Greek Syriza government and European Union finalise more brutal austerity
1 April 2017
Greece’s Syriza-led government has reportedly reached an informal agreement with the European Commission (EC) on imposing further austerity measures. An agreement is yet to be officially confirmed by the EC—the executive arm of the European Union (EU)—or Greece.
Greek daily Kathemerini announced Friday, “[T]he framework for an agreement could be presented at the next scheduled Eurogroup meeting on April 7,” in order to “allow officials to draft all the measures that Greek MPs must legislate by the next scheduled Eurogroup on May 22…”
Various media reported this week that measures agreed include further crippling cuts to the pensions of 900,000 retirees, worth 1 percent of GDP. Another austerity measure is the reduction of the tax-free threshold to €5,900 from the current €8,636. This will result in many more poorly paid workers, earning as little as €500 a month, being forced to pay tax. The minimum wage in Greece remains at just €683 per month, as Syriza reneged on its pledge to restore it to what is a still paltry figure of €751.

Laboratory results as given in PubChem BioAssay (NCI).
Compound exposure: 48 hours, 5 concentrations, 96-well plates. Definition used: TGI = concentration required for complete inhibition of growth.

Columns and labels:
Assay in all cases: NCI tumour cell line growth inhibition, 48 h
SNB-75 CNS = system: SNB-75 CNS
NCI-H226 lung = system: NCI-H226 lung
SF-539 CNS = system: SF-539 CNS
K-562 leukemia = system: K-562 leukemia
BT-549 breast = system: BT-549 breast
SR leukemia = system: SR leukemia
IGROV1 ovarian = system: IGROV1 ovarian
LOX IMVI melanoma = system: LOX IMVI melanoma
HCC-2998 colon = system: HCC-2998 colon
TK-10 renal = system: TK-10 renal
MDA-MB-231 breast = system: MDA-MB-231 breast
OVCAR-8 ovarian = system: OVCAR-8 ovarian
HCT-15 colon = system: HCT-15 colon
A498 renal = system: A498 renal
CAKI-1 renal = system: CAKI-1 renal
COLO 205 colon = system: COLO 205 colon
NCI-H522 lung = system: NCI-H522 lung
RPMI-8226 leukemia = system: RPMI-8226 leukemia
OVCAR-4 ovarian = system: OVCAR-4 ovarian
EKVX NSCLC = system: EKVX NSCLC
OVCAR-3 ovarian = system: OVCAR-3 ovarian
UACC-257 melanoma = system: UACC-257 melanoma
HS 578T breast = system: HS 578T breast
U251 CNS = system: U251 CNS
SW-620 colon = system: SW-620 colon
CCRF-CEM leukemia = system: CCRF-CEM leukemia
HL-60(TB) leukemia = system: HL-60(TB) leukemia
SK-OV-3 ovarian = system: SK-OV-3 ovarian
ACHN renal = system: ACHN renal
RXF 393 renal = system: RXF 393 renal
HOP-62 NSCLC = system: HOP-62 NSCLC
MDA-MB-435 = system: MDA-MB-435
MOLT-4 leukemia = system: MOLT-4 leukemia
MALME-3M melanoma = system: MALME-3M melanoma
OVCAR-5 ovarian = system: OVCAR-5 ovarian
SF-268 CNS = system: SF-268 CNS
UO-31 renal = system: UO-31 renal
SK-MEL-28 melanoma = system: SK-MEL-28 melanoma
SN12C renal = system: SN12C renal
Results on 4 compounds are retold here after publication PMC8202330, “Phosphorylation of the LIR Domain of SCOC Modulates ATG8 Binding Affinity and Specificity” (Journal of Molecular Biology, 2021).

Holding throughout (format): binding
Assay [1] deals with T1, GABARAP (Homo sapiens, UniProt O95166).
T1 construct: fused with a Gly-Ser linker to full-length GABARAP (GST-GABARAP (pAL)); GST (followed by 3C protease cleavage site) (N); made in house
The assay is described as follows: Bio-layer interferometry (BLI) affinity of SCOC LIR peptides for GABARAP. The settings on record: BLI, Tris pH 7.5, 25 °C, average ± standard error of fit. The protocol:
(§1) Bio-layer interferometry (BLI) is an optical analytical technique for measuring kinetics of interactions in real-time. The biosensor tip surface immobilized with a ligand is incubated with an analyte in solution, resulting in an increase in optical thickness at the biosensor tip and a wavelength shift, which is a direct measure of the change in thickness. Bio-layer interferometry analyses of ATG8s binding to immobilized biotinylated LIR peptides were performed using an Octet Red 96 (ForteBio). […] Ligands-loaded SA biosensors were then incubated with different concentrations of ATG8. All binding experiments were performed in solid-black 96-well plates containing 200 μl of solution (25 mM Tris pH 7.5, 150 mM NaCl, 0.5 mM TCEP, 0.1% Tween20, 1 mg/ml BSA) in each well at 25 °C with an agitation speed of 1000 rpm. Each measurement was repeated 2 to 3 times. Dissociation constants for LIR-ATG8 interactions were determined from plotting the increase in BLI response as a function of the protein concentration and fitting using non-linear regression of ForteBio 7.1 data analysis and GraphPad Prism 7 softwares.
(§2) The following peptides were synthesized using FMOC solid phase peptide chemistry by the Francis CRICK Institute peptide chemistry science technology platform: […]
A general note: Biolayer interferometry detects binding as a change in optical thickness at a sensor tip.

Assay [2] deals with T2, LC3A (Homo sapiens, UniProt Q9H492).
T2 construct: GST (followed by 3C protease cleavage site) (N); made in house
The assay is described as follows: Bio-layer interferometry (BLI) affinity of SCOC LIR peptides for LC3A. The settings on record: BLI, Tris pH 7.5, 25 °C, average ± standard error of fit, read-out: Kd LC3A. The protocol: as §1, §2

The tax increases are worth a further 1 percent of GDP and, as with the pension cut revenue, will go towards paying off Greece’s near €300 billion debt to global financial institutions.
Syriza and the EU are set to adopt most of the International Monetary Fund’s (IMF) labour reform proposals, with the exception of collective dismissals. In addition, the privatisation of Greece’s energy sector is to be intensified with the sale of 40 percent of the Public Power Corporation’s (PPC) lignite and hydroelectric power plants, and Thessaloniki port.
Syriza and EU officials have been in talks for months as…